The 2019 Smithsonian Folklife Festival takes as its animating theme the “social power of music.” Be it the lilt of a lullaby, the syncopated rhythm of a sacred drum, or the wail of a funeral dirge, music conveys cultural values while expressing an unlimited range of meanings and emotions.
When music compels us to engage and exchange, it displays a remarkable capacity to promote shared understanding, transcend difference, and fuel social cohesion. During moments of protest and resistance, it can express rage and hope in equal measure. Music’s power—its social power—resides in its ability to transmit knowledge while synchronizing activities that create, sustain, and, occasionally, break bonds within and between cultures.
The 2019 Festival comprises two days of concerts, music workshops, and audio demonstrations. See the full schedule and upcoming related events.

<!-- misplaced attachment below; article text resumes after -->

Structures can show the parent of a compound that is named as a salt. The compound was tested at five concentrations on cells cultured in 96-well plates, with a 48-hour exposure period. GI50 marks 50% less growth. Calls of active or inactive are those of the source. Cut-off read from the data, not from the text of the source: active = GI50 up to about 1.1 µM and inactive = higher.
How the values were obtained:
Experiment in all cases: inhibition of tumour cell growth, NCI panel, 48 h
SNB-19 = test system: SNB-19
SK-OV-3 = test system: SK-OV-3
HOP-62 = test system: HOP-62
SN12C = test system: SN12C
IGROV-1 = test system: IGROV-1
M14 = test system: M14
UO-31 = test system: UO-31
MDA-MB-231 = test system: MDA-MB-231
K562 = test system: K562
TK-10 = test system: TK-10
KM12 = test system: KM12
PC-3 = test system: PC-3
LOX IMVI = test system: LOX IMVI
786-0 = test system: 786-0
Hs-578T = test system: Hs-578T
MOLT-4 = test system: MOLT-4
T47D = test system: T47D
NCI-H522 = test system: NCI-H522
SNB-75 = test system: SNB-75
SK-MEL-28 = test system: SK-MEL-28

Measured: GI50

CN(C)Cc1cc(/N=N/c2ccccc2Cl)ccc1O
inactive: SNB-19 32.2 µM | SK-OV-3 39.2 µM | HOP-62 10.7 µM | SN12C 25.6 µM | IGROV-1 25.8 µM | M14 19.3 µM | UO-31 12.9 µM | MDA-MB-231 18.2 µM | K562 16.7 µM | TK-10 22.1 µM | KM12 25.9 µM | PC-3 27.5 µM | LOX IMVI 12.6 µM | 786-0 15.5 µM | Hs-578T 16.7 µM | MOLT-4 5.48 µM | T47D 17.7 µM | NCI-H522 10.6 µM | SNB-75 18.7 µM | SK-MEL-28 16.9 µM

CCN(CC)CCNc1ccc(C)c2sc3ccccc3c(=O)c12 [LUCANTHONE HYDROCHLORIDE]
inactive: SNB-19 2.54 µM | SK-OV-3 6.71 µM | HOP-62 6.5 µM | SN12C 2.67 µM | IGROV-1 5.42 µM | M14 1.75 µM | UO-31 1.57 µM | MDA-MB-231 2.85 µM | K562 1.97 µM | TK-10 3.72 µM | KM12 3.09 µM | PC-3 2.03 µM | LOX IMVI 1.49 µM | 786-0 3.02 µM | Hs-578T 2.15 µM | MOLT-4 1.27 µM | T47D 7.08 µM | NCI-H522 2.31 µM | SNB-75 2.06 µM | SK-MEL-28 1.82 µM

What role does music play in your life? Is it for solitary enjoyment or social interaction? In this interview, music scholar Oliver Wang describes the social power of music to form connections and communities regardless of boundaries and backgrounds.
Share your own interpretations of the #SocialPowerOfMusic on social media to keep the conversation going.
The Social Power of Music chronicles the vivid, impassioned, and myriad ways in which music binds, incites, memorializes, and moves groups of people. This richly illustrated 124-page book, with 80+ tracks on four CDs, invites listeners into musical practices, episodes, and movements throughout the United States and beyond. These songs of struggle, devotion, celebration, and migration remind us that music has the potential to change our world.